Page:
For GE, the strategy seems to be working, at least for now. Divesting most of its financial unit allows it to focus on its core industrial businesses, and is generating a lot of cash. GE plans to apply to the government for de-designation of GE Capital as a Systemically Important Financial Institution, which will allow it to return a lot of that cash to shareholders.  And consumer appliances are a low-margin business that was sold at a premium price, so that's a net positive for the company, as well.

For Emerson, the picture is mixed. It hasn't released many details about its proposed Network Power spinoff, so it's unclear how it will affect the company's bottom line. And even without the Commercial Storage business, underlying sales in its Commercial and Residential Solutions unit declined 2% last quarter.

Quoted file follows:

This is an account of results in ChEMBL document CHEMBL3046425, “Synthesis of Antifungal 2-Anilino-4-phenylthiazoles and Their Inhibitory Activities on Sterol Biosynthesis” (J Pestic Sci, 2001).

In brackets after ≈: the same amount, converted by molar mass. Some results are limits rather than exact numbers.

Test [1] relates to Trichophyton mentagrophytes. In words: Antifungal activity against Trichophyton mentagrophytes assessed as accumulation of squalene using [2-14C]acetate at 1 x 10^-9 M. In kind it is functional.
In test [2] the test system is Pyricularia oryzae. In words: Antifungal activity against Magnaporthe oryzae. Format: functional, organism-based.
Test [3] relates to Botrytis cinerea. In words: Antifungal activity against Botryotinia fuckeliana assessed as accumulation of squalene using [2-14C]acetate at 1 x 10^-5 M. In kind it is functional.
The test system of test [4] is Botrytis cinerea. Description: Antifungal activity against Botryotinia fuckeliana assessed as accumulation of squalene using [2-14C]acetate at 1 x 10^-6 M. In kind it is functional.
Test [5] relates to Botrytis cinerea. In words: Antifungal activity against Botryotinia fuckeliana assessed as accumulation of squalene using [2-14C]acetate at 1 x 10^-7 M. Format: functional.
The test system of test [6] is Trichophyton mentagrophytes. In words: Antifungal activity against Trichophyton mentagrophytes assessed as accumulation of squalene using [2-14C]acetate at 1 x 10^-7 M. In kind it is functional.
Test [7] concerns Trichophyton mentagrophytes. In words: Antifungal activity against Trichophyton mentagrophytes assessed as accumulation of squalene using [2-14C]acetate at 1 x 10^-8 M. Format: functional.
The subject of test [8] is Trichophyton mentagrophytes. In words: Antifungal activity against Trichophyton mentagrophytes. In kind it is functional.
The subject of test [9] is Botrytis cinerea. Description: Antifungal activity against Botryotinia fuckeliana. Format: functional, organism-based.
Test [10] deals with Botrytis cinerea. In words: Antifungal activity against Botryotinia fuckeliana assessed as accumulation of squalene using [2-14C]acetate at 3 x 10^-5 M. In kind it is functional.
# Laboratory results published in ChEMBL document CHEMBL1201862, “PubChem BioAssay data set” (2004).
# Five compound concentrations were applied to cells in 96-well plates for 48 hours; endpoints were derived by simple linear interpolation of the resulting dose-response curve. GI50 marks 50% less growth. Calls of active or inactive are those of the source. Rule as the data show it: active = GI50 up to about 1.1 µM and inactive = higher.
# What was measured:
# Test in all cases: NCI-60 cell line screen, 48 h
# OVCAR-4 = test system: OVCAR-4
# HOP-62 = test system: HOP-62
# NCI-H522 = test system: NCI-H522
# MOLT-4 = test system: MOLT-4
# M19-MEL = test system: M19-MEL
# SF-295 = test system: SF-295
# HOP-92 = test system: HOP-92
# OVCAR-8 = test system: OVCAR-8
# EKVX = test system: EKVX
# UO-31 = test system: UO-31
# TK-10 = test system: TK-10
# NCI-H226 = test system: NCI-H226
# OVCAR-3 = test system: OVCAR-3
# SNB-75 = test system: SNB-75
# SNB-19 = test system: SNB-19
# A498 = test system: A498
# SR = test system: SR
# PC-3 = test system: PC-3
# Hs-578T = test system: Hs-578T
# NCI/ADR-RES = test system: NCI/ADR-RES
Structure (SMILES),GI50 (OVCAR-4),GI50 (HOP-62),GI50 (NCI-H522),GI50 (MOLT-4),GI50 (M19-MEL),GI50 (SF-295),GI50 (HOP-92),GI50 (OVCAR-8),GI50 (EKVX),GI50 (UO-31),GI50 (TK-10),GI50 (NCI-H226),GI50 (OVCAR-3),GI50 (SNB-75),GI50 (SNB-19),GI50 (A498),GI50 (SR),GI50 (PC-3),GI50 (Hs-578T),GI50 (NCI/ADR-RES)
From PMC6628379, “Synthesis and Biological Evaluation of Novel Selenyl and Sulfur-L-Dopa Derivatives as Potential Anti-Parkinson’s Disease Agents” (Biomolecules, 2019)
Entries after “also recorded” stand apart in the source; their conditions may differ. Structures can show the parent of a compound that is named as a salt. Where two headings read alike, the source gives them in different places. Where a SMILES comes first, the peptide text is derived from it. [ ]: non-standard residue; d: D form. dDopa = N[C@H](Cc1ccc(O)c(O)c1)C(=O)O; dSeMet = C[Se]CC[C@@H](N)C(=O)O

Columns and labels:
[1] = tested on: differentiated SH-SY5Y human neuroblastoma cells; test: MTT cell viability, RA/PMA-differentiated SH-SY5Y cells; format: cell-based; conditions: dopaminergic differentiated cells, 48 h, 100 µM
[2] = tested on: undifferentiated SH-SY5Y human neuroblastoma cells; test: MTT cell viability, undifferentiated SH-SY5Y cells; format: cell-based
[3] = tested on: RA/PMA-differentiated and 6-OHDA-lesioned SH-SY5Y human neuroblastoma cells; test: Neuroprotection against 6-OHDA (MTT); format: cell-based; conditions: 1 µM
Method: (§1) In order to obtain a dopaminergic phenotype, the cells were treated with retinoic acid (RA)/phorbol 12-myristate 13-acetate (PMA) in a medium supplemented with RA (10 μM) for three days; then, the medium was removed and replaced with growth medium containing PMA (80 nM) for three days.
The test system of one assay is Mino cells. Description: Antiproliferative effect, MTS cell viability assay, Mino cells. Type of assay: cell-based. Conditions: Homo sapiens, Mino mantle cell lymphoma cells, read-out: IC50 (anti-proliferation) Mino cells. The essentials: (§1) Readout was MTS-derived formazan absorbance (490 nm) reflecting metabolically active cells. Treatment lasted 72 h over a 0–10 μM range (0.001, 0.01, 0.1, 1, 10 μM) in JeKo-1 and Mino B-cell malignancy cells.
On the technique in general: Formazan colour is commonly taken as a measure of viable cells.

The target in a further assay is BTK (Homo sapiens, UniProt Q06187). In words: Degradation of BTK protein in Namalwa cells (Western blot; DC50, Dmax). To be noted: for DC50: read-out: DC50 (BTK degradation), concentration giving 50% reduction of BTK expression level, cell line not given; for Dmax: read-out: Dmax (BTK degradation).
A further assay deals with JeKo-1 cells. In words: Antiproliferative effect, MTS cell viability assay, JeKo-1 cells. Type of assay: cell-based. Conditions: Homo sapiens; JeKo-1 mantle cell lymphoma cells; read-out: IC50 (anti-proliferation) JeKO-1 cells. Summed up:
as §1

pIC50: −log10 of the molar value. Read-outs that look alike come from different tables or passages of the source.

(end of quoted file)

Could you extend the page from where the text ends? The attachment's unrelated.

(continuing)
While Emerson's Network Power business has been slumping lately, it hasn't been doing as poorly as some of the other company's core businesses, particularly Industrial Automation, which saw sales decline 30% last quarter, compared to Network Power's 6% slide. It's tough to gain advantage by cutting dead wood when even your live wood is rotting.

Strategy No. 2: The double down
Oddly, the businesses that Emerson and GE aren't spinning off are their oil and gas businesses. These have been hit incredibly hard since fuel prices began dropping in 2014.